Most helpful positive review
8 of 8 people found the following review helpful
on June 5, 2005
Gabe is a brash teenage guy who steadfastly ignores the pain of his past and seemingly lives only to toy with girls at parties. Helen is a serious, smart girl who wants to be a plastic surgeon and is uncomfortably aware of her previously deformed face. By chance, the two meet at a party that Helen reluctantly went to with a friend. Somehow, Helen and Gabe connect emotionally in an almost magical way and she is pregnant before the night is over. Helen is forced to deal with a life that changes each day in frightening and awe-inspiring ways.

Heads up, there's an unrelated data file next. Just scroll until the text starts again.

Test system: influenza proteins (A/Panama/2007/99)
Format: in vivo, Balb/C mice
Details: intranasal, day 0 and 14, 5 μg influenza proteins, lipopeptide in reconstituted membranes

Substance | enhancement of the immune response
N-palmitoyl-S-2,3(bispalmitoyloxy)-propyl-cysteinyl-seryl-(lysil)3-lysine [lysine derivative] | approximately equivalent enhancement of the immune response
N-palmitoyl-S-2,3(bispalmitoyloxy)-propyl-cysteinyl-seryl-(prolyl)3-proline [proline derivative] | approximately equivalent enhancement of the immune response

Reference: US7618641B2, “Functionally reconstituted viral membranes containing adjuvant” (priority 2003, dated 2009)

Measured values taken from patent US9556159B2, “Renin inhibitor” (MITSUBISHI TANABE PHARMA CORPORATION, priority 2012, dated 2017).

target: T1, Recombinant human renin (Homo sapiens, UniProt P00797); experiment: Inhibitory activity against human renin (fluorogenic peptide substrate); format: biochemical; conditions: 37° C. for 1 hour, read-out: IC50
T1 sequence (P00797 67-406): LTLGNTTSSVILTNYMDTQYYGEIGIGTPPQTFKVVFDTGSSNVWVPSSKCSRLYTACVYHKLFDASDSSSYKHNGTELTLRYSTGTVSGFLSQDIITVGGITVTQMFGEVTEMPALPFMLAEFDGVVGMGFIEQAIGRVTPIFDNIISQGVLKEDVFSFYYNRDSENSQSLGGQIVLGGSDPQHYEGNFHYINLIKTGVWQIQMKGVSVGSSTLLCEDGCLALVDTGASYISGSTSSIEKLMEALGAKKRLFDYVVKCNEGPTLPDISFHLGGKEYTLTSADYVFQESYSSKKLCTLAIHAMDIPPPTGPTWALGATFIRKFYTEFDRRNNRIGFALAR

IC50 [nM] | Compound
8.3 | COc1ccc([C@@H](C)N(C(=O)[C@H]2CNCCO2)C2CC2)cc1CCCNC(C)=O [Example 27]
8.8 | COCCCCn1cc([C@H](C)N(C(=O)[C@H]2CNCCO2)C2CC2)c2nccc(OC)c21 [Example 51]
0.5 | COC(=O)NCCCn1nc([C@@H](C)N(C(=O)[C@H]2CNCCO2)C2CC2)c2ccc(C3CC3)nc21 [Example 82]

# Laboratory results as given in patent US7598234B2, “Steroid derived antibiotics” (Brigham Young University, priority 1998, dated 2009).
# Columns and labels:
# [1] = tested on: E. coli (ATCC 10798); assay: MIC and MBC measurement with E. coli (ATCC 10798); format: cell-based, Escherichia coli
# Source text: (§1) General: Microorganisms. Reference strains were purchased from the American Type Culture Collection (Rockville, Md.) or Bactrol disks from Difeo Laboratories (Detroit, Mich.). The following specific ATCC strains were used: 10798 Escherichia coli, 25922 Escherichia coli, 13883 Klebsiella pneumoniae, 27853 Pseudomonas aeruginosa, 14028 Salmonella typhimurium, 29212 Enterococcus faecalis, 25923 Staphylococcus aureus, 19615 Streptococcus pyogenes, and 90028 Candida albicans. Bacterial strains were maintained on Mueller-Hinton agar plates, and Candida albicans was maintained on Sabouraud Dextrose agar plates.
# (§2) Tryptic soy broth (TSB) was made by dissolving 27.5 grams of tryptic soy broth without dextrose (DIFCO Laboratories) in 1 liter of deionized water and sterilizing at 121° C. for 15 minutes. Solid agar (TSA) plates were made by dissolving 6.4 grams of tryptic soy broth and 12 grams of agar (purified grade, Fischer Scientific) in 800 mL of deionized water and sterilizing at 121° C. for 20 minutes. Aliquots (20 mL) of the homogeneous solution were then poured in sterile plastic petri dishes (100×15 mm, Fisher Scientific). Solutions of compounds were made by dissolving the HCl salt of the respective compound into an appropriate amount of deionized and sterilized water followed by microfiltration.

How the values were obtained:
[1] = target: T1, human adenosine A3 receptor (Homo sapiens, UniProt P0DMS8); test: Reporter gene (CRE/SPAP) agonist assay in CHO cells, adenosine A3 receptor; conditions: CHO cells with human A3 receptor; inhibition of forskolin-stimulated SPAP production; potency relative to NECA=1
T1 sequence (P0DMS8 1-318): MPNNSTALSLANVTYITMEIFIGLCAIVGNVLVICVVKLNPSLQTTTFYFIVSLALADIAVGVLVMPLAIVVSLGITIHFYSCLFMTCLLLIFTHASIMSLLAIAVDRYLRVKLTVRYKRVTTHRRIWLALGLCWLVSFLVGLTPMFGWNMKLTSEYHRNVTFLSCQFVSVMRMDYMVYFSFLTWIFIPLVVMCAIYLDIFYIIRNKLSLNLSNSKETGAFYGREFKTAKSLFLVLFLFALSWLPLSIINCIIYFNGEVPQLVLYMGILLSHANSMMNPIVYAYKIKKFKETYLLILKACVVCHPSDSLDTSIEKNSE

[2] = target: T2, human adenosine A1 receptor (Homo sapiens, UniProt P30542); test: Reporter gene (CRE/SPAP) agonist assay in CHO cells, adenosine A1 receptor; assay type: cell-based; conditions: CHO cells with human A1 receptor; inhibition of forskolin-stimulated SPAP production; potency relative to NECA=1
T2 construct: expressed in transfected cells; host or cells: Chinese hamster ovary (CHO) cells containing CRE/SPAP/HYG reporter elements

Yes, this book is written in free verse. But as someone who usually shuns poetry, I can say that this style resulted in some of the most mind-blowingly moving images I have ever encountered in a novel. "One Night" is a quick read, composed of many one-or two paged poems that are each meant to chronicle a particular event or feeling in the lives of Helen, Gabe, and those connected to the two main characters. The poems vary in length, yet Wild writes them in such a way as to make every single word count. With surprisingly few words, she captures Gabe's desolation, Helen's powerful spirit, the upheaval the pregnancy causes, and the pain of labor. Wild is able to write in a way that will keep teens reading, but also to express controversial issues and wrenching emotions in ways that would make great authors proud. This is one of those books that you "travel" through with a racing heart, wanting to absorb every word of each poem, yet rushing ahead to find the next stunning line from this author's pen. With its simplicity yet depth and its hopeful ending, "One Night" is a book that will leave an impression.